Brussels, 24 June 2004
As the world’s population will grow from 6 to 9 billion over the next 50 years, and fossil resources will diminish, the need for food, “bio-fuels” and “bio-materials” from renewable, plant-based resources will increase. A report presented in Brussels today highlights how advances in plant genomics and biotechnology can help Europe to address these challenges, for instance with stress-resistant plants. Leading representatives from research, the food and biotech industry, the farming community and consumers’ organisations presented to European Research Commissioner Philippe Busquin a long-term vision for European plant biotechnology towards 2025. The paper identifies three priorities: to produce more affordable, healthy and better quality food products; encourage environmental and agricultural sustainability; and enhance competitiveness in European agriculture, industry and forestry. Stakeholders and policymakers will participate in the new technology platform on plant biotechnology to deliver a strategic research agenda by the end of the year.
"Despite Europe having been at the forefront of plant science and biotechnology, its leading position has drastically deteriorated in recent years, due to public concerns over the impact of these technologies, insufficient communication of the benefits of this technology to the public, and lack of strategic research programmes as compared to our competitors,” said Philippe Busquin. “This is alarming in view of the challenges Europe is facing: providing a growing world population with more healthy foodstuffs in a sustainable way and replacing fossil-based materials with new, environmentally sound bio-materials made from renewable plant resources".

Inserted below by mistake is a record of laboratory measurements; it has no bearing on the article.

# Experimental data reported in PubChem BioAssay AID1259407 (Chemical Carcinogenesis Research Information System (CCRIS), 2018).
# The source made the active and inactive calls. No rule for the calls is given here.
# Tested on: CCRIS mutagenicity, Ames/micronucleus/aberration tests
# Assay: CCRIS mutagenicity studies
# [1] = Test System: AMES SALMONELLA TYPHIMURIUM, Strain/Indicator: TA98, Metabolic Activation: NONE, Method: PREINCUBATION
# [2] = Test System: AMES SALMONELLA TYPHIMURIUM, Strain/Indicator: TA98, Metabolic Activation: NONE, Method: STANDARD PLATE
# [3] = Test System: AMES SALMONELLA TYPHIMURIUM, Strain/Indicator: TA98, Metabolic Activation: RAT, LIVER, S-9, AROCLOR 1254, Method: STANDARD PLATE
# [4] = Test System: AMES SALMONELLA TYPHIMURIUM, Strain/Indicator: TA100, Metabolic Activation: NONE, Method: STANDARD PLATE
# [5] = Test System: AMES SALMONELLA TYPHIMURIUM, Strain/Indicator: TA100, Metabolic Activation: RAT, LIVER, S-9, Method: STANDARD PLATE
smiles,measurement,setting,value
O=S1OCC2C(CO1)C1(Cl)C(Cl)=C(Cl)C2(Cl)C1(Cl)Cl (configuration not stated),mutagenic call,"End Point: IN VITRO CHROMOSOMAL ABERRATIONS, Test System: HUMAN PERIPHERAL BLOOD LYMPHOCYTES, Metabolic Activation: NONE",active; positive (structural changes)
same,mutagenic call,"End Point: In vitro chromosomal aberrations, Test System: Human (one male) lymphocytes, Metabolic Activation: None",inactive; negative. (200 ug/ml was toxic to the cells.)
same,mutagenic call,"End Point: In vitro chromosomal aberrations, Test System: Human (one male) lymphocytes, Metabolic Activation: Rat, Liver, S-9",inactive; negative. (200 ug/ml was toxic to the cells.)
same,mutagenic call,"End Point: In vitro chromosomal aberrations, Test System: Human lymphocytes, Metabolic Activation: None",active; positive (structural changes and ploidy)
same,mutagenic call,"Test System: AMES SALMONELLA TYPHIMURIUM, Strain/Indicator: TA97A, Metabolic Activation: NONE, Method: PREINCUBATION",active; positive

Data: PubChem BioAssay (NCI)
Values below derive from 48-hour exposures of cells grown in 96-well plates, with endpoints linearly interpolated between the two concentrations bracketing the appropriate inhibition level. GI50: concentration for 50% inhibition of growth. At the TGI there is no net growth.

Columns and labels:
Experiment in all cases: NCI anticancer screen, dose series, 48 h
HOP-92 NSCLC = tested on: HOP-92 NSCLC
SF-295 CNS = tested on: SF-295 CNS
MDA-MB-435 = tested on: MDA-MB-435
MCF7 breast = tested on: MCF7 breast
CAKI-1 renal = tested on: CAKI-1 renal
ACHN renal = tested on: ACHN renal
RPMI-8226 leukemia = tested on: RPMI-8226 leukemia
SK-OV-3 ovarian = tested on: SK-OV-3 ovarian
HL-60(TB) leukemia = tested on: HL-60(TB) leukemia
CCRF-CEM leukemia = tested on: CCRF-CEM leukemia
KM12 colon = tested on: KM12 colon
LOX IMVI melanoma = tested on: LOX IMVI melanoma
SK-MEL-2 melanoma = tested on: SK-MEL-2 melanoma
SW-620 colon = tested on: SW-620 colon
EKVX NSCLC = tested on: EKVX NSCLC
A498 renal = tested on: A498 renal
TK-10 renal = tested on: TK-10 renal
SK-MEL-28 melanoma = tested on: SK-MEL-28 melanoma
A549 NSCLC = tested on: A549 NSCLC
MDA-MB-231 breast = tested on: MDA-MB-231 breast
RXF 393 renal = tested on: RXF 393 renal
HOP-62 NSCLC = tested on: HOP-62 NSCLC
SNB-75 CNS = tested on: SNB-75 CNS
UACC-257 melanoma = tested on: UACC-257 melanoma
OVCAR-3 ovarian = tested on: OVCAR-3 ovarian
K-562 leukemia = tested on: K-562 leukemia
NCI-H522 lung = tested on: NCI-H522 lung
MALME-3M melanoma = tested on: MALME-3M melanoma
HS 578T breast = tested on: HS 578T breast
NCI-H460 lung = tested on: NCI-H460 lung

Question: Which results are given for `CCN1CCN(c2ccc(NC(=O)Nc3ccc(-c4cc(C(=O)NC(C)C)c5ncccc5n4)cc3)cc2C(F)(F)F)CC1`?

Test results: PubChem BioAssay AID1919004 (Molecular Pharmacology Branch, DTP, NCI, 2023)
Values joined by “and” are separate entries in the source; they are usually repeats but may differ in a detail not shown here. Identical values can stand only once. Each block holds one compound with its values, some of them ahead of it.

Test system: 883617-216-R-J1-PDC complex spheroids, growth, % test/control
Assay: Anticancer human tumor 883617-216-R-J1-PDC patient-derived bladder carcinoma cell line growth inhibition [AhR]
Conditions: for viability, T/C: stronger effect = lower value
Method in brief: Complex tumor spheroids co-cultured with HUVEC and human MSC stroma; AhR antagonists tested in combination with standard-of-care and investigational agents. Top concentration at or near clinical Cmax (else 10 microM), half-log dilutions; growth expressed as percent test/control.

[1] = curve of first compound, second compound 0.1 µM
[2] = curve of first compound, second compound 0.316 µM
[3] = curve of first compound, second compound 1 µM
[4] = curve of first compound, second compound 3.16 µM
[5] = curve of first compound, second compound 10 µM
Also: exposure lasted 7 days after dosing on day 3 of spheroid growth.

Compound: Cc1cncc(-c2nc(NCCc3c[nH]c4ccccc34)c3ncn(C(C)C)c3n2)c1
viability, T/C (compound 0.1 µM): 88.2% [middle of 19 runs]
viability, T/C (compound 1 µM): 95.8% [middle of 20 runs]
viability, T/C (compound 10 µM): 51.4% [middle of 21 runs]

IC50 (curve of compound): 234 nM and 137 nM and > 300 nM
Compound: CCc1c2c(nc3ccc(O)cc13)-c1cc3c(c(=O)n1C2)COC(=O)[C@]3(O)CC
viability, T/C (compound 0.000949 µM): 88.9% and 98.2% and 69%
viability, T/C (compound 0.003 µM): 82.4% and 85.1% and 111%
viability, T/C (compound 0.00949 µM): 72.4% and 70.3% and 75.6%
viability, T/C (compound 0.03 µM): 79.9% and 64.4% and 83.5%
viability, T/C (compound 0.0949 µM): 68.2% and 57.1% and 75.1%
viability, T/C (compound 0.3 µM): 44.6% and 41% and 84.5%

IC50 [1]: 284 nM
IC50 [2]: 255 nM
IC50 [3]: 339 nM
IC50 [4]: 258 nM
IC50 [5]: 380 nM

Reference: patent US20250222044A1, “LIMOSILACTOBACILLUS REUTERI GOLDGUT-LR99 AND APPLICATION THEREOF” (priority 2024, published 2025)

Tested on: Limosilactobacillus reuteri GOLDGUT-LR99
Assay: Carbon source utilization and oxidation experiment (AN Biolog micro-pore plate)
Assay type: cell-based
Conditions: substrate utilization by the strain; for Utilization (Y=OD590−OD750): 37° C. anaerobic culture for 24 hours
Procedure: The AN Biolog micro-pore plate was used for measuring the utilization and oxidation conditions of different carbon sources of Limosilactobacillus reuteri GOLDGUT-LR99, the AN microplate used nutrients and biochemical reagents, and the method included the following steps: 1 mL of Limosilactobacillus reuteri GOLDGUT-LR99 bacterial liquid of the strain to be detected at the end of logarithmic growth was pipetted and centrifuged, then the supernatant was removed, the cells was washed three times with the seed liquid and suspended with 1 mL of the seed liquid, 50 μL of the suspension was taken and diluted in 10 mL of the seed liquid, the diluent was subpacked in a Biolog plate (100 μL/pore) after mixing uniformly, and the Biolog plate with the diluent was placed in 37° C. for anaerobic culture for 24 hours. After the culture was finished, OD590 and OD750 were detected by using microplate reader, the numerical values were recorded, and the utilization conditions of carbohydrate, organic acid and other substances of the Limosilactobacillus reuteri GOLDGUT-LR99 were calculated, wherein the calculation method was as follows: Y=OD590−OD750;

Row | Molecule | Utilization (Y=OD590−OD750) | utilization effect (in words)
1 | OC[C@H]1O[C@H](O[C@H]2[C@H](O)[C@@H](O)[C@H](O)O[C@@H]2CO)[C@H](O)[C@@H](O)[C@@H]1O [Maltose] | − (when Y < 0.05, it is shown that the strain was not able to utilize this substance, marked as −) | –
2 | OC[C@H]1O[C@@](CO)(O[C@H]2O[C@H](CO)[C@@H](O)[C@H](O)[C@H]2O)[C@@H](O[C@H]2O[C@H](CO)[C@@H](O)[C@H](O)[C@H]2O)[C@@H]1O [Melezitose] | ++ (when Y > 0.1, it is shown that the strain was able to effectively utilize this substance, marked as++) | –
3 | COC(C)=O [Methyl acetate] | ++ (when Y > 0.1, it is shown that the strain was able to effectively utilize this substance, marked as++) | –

While US biotech firms spend €650 million a year on R&D, their EU counterparts invest only €400 million. Last year, the American government launched a National Plant Genome Initiative with a total budget of €1.1 billion from 2003 to 2008. EU15 support is estimated to be around €80 million annually.
Towards a sustainable bio-economy
Agricultural production accounts for 17 million farms in Europe and 8% of the EU-25 workforce, while the agro-food industry has a €600 billion annual turnover. The vision paper highlights the role biotechnology and genomics can play in helping the EU move to a knowledge based bio-economy that uses renewable plant resources.
New stress-resistant plants will be capable of increased agricultural productivity, despite increased seasonal instabilities and climate change, while also requiring less fertiliser, pesticide and water. The research agenda can also increase genetic diversity of plant crops, and boost the development of “green” materials, including bio-fuels.
The vision paper calls for a European technology platform on plant biotechnology research aimed at: